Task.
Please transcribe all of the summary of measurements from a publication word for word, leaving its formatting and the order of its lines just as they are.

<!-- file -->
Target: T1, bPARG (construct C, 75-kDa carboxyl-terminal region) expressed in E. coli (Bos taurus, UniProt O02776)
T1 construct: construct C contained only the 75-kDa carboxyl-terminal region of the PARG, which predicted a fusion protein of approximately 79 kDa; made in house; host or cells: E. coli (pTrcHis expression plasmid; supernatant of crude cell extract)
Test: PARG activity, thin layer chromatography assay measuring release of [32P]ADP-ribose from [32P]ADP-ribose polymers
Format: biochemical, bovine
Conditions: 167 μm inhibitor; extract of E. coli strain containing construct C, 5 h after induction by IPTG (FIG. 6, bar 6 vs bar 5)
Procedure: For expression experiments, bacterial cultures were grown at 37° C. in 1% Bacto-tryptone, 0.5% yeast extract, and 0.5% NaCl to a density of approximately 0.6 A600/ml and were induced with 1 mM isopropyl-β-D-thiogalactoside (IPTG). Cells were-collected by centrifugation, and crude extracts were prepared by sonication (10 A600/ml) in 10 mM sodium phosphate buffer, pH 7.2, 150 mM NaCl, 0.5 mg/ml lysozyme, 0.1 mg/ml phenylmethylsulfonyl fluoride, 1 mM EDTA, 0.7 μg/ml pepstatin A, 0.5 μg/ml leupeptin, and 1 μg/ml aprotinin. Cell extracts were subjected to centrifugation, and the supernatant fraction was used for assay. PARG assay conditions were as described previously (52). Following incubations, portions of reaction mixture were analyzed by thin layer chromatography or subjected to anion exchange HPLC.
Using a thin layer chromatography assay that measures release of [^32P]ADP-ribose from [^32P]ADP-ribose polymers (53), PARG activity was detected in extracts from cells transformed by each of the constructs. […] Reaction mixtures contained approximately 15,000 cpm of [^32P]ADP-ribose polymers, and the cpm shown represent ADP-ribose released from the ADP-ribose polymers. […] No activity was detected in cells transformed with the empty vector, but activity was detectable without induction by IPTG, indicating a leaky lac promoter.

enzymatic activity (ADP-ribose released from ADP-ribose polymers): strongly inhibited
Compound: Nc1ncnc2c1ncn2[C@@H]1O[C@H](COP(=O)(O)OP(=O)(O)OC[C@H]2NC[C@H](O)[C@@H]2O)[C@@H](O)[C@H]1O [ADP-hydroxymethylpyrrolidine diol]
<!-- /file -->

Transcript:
Target: T1, bPARG (construct C, 75-kDa carboxyl-terminal region) expressed in E. coli (Bos taurus, UniProt O02776)
T1 construct: construct C contained only the 75-kDa carboxyl-terminal region of the PARG, which predicted a fusion protein of approximately 79 kDa; made in house; host or cells: E. coli (pTrcHis expression plasmid; supernatant of crude cell extract)
Test: PARG activity, thin layer chromatography assay measuring release of [32P]ADP-ribose from [32P]ADP-ribose polymers
Format: biochemical, bovine
Conditions: 167 μm inhibitor; extract of E. coli strain containing construct C, 5 h after induction by IPTG (FIG. 6, bar 6 vs bar 5)
Procedure: For expression experiments, bacterial cultures were grown at 37° C. in 1% Bacto-tryptone, 0.5% yeast extract, and 0.5% NaCl to a density of approximately 0.6 A600/ml and were induced with 1 mM isopropyl-β-D-thiogalactoside (IPTG). Cells were-collected by centrifugation, and crude extracts were prepared by sonication (10 A600/ml) in 10 mM sodium phosphate buffer, pH 7.2, 150 mM NaCl, 0.5 mg/ml lysozyme, 0.1 mg/ml phenylmethylsulfonyl fluoride, 1 mM EDTA, 0.7 μg/ml pepstatin A, 0.5 μg/ml leupeptin, and 1 μg/ml aprotinin. Cell extracts were subjected to centrifugation, and the supernatant fraction was used for assay. PARG assay conditions were as described previously (52). Following incubations, portions of reaction mixture were analyzed by thin layer chromatography or subjected to anion exchange HPLC.
Using a thin layer chromatography assay that measures release of [^32P]ADP-ribose from [^32P]ADP-ribose polymers (53), PARG activity was detected in extracts from cells transformed by each of the constructs. […] Reaction mixtures contained approximately 15,000 cpm of [^32P]ADP-ribose polymers, and the cpm shown represent ADP-ribose released from the ADP-ribose polymers. […] No activity was detected in cells transformed with the empty vector, but activity was detectable without induction by IPTG, indicating a leaky lac promoter.

enzymatic activity (ADP-ribose released from ADP-ribose polymers): strongly inhibited
Compound: Nc1ncnc2c1ncn2[C@@H]1O[C@H](COP(=O)(O)OP(=O)(O)OC[C@H]2NC[C@H](O)[C@@H]2O)[C@@H](O)[C@H]1O [ADP-hydroxymethylpyrrolidine diol]